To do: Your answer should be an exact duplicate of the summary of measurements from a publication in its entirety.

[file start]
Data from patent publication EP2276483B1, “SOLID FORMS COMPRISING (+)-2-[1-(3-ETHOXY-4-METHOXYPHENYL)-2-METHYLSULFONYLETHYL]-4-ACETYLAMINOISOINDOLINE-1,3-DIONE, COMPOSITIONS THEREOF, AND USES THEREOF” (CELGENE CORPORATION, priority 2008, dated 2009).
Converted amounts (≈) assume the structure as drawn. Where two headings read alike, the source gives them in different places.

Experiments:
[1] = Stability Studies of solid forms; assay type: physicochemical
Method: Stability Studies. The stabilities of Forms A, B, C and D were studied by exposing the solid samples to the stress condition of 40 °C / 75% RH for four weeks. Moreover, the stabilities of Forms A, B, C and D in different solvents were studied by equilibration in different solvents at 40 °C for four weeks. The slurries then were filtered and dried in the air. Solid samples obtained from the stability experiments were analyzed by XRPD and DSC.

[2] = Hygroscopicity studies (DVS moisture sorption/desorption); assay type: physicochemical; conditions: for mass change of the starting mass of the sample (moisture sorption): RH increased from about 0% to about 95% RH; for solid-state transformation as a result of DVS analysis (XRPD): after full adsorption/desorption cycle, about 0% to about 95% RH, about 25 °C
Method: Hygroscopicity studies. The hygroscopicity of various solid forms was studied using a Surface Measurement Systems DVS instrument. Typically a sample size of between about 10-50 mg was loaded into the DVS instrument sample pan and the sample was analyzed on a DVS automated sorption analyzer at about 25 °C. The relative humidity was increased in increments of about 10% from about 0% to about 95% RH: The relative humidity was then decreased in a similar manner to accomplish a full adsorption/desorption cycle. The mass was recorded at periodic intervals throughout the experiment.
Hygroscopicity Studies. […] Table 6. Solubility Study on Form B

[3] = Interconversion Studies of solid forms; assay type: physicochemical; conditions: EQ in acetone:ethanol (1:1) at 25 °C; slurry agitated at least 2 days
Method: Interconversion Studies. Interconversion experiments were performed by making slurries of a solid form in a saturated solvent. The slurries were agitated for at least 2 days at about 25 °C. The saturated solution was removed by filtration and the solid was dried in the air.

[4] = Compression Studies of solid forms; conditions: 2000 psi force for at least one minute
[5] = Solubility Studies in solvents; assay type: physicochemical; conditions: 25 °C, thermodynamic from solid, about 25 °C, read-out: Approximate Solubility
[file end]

Data from patent publication EP2276483B1, “SOLID FORMS COMPRISING (+)-2-[1-(3-ETHOXY-4-METHOXYPHENYL)-2-METHYLSULFONYLETHYL]-4-ACETYLAMINOISOINDOLINE-1,3-DIONE, COMPOSITIONS THEREOF, AND USES THEREOF” (CELGENE CORPORATION, priority 2008, dated 2009).
Converted amounts (≈) assume the structure as drawn. Where two headings read alike, the source gives them in different places.

Experiments:
[1] = Stability Studies of solid forms; assay type: physicochemical
Method: Stability Studies. The stabilities of Forms A, B, C and D were studied by exposing the solid samples to the stress condition of 40 °C / 75% RH for four weeks. Moreover, the stabilities of Forms A, B, C and D in different solvents were studied by equilibration in different solvents at 40 °C for four weeks. The slurries then were filtered and dried in the air. Solid samples obtained from the stability experiments were analyzed by XRPD and DSC.

[2] = Hygroscopicity studies (DVS moisture sorption/desorption); assay type: physicochemical; conditions: for mass change of the starting mass of the sample (moisture sorption): RH increased from about 0% to about 95% RH; for solid-state transformation as a result of DVS analysis (XRPD): after full adsorption/desorption cycle, about 0% to about 95% RH, about 25 °C
Method: Hygroscopicity studies. The hygroscopicity of various solid forms was studied using a Surface Measurement Systems DVS instrument. Typically a sample size of between about 10-50 mg was loaded into the DVS instrument sample pan and the sample was analyzed on a DVS automated sorption analyzer at about 25 °C. The relative humidity was increased in increments of about 10% from about 0% to about 95% RH: The relative humidity was then decreased in a similar manner to accomplish a full adsorption/desorption cycle. The mass was recorded at periodic intervals throughout the experiment.
Hygroscopicity Studies. […] Table 6. Solubility Study on Form B

[3] = Interconversion Studies of solid forms; assay type: physicochemical; conditions: EQ in acetone:ethanol (1:1) at 25 °C; slurry agitated at least 2 days
Method: Interconversion Studies. Interconversion experiments were performed by making slurries of a solid form in a saturated solvent. The slurries were agitated for at least 2 days at about 25 °C. The saturated solution was removed by filtration and the solid was dried in the air.

[4] = Compression Studies of solid forms; conditions: 2000 psi force for at least one minute
[5] = Solubility Studies in solvents; assay type: physicochemical; conditions: 25 °C, thermodynamic from solid, about 25 °C, read-out: Approximate Solubility